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Perfect Square
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More options Oct 27 2012, 10:25 pm
Newsgroups: sci.math
From: William Elliot <ma...@panix.com>
Date: Sat, 27 Oct 2012 19:25:45 -0700
Local: Sat, Oct 27 2012 10:25 pm
Subject: Perfect Square
Here's an unsolved problem from Ask An Algebraist.

> Let a and b be two positive integers such that ab+1 divides a^2 + b^2.
> Show that a^2 + b^2 divided by ab + 1 is a perfect square.

Two examples of a and b with p = ab + 1 | a^2 + b^2
are (1,1) and (2,8), for which (a^2 + b^2)/p = 1 and 4.

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More options Oct 27 2012, 11:27 pm
Newsgroups: sci.math
From: William Elliot <ma...@panix.com>
Date: Sat, 27 Oct 2012 20:27:21 -0700
Local: Sat, Oct 27 2012 11:27 pm
Subject: Re: Perfect Square

On Sat, 27 Oct 2012, William Elliot wrote:
> Here's an unsolved problem from Ask An Algebraist.

> > Let a and b be two positive integers such that ab+1 divides a^2 + b^2.

> > Show that a^2 + b^2 divided by ab + 1 is a perfect square.

> Two examples of a and b with p = ab + 1 | a^2 + b^2
> are (1,1) and (2,8), for which (a^2 + b^2)/p = 1 and 4.

Infinitely many examples.  Let a be any positive integer and b = a^3.
Then p = a^4 + 1 divides a^2 + b^2 = a^2 + a^6 = a^2 (a^4 + 1).

Are there other examples for a and b for which p | a^2 + b^2 ?

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More options Oct 28 2012, 5:07 pm
Newsgroups: sci.math
From: Helmut Richter <hh...@web.de>
Date: Sun, 28 Oct 2012 22:07:51 +0100
Local: Sun, Oct 28 2012 5:07 pm
Subject: Re: Perfect Square

Here are some (a, b, p)

30       8          241
112      30         3361
240      27         6481
418     112        46817
1020      64        65281
1560     418       652081
2133     240       511921
3120     125       390001
5822    1560      9082321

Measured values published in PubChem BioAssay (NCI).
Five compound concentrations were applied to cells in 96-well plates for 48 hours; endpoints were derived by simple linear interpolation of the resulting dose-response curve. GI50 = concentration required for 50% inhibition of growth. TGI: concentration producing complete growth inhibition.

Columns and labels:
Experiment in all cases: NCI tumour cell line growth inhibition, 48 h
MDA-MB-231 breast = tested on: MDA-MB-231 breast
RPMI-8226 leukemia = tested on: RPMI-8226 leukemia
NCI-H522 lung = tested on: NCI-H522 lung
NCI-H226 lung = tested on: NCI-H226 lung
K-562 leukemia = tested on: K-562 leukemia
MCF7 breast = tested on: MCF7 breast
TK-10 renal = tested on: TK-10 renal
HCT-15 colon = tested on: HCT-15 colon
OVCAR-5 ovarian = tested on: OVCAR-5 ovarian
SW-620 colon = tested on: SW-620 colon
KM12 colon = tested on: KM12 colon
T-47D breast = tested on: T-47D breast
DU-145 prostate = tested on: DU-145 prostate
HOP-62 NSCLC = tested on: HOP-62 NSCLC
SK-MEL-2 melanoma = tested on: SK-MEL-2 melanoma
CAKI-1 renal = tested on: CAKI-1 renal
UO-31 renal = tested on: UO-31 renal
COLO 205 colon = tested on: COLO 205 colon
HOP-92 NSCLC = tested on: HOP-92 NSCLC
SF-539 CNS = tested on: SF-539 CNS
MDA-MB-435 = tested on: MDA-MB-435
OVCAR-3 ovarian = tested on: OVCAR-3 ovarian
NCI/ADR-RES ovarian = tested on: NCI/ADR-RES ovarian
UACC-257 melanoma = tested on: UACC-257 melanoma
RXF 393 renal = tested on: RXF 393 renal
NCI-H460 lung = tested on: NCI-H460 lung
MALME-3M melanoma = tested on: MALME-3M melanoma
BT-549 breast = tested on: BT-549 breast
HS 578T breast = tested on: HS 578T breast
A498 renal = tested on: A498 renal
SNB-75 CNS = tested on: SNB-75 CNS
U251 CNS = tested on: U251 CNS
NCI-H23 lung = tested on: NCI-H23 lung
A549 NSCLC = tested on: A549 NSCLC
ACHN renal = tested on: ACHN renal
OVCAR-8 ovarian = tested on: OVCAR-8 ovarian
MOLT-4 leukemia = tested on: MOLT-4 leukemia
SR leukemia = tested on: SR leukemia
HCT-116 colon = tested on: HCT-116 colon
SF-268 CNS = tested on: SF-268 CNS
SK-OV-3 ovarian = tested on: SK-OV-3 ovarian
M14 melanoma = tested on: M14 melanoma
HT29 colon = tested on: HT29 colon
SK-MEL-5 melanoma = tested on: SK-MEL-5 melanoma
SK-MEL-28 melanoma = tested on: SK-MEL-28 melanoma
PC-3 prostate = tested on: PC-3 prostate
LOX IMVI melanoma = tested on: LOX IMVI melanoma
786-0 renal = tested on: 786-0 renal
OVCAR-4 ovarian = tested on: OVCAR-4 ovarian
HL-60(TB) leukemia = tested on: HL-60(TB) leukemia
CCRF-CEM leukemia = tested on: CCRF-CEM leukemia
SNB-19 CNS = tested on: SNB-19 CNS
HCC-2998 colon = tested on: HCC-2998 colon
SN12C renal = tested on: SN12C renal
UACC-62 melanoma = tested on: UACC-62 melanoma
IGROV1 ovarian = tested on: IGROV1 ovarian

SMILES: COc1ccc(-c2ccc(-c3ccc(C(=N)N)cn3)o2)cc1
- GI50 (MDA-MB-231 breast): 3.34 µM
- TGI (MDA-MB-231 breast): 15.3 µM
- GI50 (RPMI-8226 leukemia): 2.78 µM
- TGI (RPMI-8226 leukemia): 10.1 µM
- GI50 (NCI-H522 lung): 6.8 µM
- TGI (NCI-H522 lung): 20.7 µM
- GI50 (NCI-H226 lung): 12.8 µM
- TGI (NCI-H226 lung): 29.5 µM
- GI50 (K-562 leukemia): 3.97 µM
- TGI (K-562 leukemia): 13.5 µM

7770     216      1678321
16256    1020     16581121
16800     343      5762401
18957    2133     40435282
21728    5822    126500417
32760     512     16773121
59040     729     43040161
77875    3120    242970001
81090   21728   1761923521

But the quotiont is a perfect square also in all these examples.
I have some ideas how one could try to prove it but none of them makes for
a complete proof.

--
Helmut Richter

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More options Oct 29 2012, 4:12 am
Newsgroups: sci.math
From: Robin Chapman <zen165...@zen.co.uk>
Date: Mon, 29 Oct 2012 08:12:42 +0000
Local: Mon, Oct 29 2012 4:12 am
Subject: Re: Perfect Square
On 28/10/2012 02:25, William Elliot wrote:

> Here's an unsolved problem from Ask An Algebraist.

>> Let a and b be two positive integers such that ab+1 divides a^2 + b^2.

>> Show that a^2 + b^2 divided by ab + 1 is a perfect square.

> Two examples of a and b with p = ab + 1 | a^2 + b^2
> are (1,1) and (2,8), for which (a^2 + b^2)/p = 1 and 4.

http://en.wikipedia.org/wiki/Vieta_jumping

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More options Oct 29 2012, 4:24 am
Newsgroups: sci.math
From: William Elliot <ma...@panix.com>
Date: Mon, 29 Oct 2012 01:23:57 -0700
Local: Mon, Oct 29 2012 4:23 am
Subject: Re: Perfect Square

On Sun, 28 Oct 2012, Helmut Richter wrote:
> On Sat, 27 Oct 2012, William Elliot wrote:

> > > > Let a and b be two positive integers such that ab + 1
> > > > divides a^2 + b^2.

> > > > Show that a^2 + b^2 divided by ab + 1 is a perfect square.

All variables are positive integers.

If p = ab + 1 | a^2 + b^2 and b = na, then n = a^2.
In addtion, if b = na and n = a^2, then p | a^2 + b^2 = pa^2.

> > Are there other examples for a and b for which p | a^2 + b^2 ?

> Here are some (a, b, p)
>     30       8          241
>    112      30         3361
...
>  81090   21728   1761923521

Computer generated?

> But the quotiont is a perfect square also in all these examples.
> I have some ideas how one could try to prove it but none of them makes for
> a complete proof.

What have you tried?  I tried working with a and k = b - a > 0.

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More options Oct 30 2012, 5:59 am
Newsgroups: sci.math
From: William Elliot <ma...@panix.com>
Date: Tue, 30 Oct 2012 02:59:07 -0700
Local: Tues, Oct 30 2012 5:59 am
Subject: Re: Perfect Square

On Mon, 29 Oct 2012, Robin Chapman wrote:
> On 28/10/2012 02:25, William Elliot wrote:
> > Here's an unsolved problem from Ask An Algebraist.

> > > Let a and b be two positive integers such that ab+1 divides a^2 + b^2.

> > > Show that a^2 + b^2 divided by ab + 1 is a perfect square.

Hurrah.  What a mess.